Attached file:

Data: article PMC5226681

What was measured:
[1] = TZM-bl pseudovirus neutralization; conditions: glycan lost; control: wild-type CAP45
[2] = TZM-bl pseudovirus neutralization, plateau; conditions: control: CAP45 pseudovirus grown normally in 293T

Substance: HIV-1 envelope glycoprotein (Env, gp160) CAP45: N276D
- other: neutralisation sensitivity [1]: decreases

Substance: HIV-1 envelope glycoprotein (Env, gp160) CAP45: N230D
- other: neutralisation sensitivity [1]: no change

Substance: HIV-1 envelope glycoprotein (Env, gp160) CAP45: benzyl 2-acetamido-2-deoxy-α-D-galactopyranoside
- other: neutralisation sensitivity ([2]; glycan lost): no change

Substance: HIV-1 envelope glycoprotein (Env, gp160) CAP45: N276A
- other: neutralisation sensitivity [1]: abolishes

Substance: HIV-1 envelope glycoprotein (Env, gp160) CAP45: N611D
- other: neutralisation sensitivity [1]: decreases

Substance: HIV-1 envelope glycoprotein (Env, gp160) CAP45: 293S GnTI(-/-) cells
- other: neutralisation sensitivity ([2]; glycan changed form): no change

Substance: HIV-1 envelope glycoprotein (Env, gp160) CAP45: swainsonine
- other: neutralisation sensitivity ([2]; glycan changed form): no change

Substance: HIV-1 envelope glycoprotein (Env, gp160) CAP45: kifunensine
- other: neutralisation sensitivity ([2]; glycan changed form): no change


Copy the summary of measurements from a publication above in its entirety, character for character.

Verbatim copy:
Data: article PMC5226681

What was measured:
[1] = TZM-bl pseudovirus neutralization; conditions: glycan lost; control: wild-type CAP45
[2] = TZM-bl pseudovirus neutralization, plateau; conditions: control: CAP45 pseudovirus grown normally in 293T

Substance: HIV-1 envelope glycoprotein (Env, gp160) CAP45: N276D
- other: neutralisation sensitivity [1]: decreases

Substance: HIV-1 envelope glycoprotein (Env, gp160) CAP45: N230D
- other: neutralisation sensitivity [1]: no change

Substance: HIV-1 envelope glycoprotein (Env, gp160) CAP45: benzyl 2-acetamido-2-deoxy-α-D-galactopyranoside
- other: neutralisation sensitivity ([2]; glycan lost): no change

Substance: HIV-1 envelope glycoprotein (Env, gp160) CAP45: N276A
- other: neutralisation sensitivity [1]: abolishes

Substance: HIV-1 envelope glycoprotein (Env, gp160) CAP45: N611D
- other: neutralisation sensitivity [1]: decreases

Substance: HIV-1 envelope glycoprotein (Env, gp160) CAP45: 293S GnTI(-/-) cells
- other: neutralisation sensitivity ([2]; glycan changed form): no change

Substance: HIV-1 envelope glycoprotein (Env, gp160) CAP45: swainsonine
- other: neutralisation sensitivity ([2]; glycan changed form): no change

Substance: HIV-1 envelope glycoprotein (Env, gp160) CAP45: kifunensine
- other: neutralisation sensitivity ([2]; glycan changed form): no change